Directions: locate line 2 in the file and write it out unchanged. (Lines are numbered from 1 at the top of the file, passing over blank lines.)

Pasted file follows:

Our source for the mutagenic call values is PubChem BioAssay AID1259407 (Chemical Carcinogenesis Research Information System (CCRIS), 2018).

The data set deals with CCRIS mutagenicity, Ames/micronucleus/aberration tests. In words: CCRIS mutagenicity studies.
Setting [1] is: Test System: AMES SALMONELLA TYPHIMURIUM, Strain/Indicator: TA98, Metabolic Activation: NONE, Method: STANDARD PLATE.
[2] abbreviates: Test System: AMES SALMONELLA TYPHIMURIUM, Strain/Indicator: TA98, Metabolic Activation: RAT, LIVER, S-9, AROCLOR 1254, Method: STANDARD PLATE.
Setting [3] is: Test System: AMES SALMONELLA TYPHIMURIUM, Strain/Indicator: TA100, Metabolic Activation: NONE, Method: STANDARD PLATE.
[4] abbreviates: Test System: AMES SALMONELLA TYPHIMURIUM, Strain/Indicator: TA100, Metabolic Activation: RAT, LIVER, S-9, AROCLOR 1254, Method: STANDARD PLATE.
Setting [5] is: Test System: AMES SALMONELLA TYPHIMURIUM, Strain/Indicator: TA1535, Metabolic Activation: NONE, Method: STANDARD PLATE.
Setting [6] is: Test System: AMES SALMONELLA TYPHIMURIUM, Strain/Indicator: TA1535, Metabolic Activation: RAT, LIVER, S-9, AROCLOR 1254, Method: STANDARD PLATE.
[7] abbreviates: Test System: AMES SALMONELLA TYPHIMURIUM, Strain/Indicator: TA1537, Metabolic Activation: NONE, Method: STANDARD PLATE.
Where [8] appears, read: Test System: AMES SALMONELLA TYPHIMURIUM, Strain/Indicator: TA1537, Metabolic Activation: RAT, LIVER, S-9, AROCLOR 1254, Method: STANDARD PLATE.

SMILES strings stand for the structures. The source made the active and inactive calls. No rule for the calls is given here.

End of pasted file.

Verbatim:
The data set deals with CCRIS mutagenicity, Ames/micronucleus/aberration tests. In words: CCRIS mutagenicity studies.